Five weeks ago, Los Angeles–based sperm bank California Cryobank launched a celebrity-inspired "Donor Look-A-Likes" service, which allowed clients to search for donors according to what celebrities the donors most resemble. The service, which is a catchy way of answering the question of what donors look like without having to actually reveal their pictures, was an instant hit: The company's website was inundated by inquiries (300 percent more than usual) from women who want their artificially inseminated progeny to look like David Beckham or Jon Hamm.
Now California Cryobank is diversifying again, with a move to New York — they'll be taking over Park Avenue Fertility, a small operation that had previously been mostly in the business of testing sperm rather than hawking it. It will be a few months before California Cryobank hangs its sign over the door, but New York women in the market for some A-list-looking semen can start searching online now.
The company’s process of attributing a celebrity to a donor could never be termed scientific. Male and female employees of varying ages make up the assigning committee. They meet, put each donor’s picture up on a projector, and then argue about whom he looks like. Scott Brown, California Cryobank’s communications manager, says it’s more complex than it seems. “There’s a lot that goes into it. It’s not just sitting in a room deciding who looks like Ben Affleck,” he says. “What sounded really easy got complicated when we realized that people see people in completely different ways. So we’re very concerned about misleading clients. One rule we made was that a donor never gets just one celeb. And one of our representatives can always get on the phone and explain.”
So far regular-guy-type actors Paul Walker, Greg Grunberg (from Heroes and Alias), Scott Caan, and Ben Affleck have garnered the most interest; Brown says guys with dark hair and blue eyes do best. Sportsmen are popular, too — Brett Favre, basketballer Luke Walton, and Jeremy Shockey in particular. If C- and D-list studs are more your style, Lance Bass, Adam Carolla, and Joe Rogan types make the celeb search engine, too.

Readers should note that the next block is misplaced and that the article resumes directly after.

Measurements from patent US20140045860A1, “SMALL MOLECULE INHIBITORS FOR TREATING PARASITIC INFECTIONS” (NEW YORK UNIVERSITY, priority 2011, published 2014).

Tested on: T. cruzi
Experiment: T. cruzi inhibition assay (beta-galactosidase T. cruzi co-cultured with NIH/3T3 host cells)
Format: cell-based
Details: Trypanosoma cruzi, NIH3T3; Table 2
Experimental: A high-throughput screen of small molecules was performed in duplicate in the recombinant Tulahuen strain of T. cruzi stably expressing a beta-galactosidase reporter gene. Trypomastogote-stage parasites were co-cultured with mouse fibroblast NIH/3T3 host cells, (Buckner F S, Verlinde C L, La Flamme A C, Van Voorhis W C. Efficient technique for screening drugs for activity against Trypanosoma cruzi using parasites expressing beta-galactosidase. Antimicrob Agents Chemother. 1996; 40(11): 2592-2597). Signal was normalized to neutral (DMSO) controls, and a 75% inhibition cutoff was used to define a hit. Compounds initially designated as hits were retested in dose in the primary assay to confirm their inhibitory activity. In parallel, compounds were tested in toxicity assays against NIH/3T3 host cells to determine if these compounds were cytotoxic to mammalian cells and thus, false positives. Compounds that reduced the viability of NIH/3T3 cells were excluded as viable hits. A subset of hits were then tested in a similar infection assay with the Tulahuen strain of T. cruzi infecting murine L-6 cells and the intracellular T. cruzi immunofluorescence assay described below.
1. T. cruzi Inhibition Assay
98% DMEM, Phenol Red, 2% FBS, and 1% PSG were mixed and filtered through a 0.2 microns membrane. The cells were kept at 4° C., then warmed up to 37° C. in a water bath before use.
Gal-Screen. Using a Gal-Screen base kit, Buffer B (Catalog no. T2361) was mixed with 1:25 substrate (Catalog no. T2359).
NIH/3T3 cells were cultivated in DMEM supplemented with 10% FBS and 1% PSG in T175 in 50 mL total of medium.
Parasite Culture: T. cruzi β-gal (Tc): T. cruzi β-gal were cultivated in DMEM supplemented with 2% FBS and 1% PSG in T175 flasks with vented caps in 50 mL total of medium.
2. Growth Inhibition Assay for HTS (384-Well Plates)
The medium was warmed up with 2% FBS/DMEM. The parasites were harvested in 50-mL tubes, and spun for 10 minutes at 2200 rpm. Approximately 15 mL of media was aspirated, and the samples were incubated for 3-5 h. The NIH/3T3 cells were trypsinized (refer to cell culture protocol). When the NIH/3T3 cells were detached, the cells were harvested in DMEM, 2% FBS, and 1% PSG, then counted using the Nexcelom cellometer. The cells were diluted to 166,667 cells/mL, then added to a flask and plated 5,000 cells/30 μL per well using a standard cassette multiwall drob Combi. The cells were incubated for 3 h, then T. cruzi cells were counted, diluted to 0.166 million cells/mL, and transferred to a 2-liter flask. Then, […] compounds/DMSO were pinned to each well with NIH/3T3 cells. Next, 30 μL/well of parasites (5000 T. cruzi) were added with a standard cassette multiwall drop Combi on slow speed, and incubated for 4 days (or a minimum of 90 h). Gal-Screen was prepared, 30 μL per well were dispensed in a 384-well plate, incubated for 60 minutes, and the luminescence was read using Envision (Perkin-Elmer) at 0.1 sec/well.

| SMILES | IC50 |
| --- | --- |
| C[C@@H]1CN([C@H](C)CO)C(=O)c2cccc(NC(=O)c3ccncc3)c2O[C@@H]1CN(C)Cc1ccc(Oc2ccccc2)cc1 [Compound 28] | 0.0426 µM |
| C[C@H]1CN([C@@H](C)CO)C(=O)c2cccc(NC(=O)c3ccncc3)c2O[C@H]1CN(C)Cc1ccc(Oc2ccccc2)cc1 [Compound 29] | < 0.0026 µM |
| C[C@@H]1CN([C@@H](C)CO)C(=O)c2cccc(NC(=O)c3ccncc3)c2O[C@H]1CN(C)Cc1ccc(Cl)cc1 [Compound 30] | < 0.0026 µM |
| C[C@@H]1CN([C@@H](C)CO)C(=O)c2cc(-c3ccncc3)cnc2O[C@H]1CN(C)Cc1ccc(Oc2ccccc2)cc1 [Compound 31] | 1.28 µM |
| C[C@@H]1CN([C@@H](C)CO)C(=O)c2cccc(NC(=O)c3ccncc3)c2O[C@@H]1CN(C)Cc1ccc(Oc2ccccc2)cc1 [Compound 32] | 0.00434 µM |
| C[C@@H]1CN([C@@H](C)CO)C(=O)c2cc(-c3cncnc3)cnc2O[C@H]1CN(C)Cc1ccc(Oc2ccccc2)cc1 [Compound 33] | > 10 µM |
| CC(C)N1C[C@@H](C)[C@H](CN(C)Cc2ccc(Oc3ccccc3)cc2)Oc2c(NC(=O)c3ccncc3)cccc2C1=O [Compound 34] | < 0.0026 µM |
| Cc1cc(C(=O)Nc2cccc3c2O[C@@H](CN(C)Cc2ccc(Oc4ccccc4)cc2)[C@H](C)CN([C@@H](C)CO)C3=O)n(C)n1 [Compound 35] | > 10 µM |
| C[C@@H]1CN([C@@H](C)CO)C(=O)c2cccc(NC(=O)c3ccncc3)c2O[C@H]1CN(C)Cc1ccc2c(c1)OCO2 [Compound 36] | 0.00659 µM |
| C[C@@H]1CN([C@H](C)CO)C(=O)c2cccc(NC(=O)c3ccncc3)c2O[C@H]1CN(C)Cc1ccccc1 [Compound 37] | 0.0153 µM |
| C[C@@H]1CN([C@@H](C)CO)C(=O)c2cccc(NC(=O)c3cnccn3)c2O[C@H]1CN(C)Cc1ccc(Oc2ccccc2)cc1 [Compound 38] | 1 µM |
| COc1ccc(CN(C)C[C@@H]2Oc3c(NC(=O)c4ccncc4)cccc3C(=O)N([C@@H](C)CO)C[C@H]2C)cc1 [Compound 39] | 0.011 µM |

Manhattan’s sperm banks don’t seem to be bothered by the company’s move east — or by its gimmick. “The idea of matching [donors] to some ideal has always been a goal. Different companies have different approaches,” says Stephen Feldschuh, chief operating officer of Idant Laboratories, a bank that sits in the shadow of the Empire State Building. “I’m not saying it’s a bad thing or a good thing. If they’re comfortable with it, that’s fine. It’s not something we’re considering.” Ty Kaliski, director of operations for Cryo International, is similarly unperturbed. “It’s something I never thought of. If it gives clients another picture, that’s great. With us it’s more important to speak directly to the client about the personality. And all of our clients focus on the health aspect.”
Ah, yes, the health of the donor — shouldn’t that be utmost in the minds of California Cryobank clients, too? “I think in their heads they know the medical history is most important,” Brown says. “But ultimately we’re all interested in what someone looks like. It’s what we do when we’re dating or meet someone. I didn’t ask my wife her medical history before I decided to marry her.”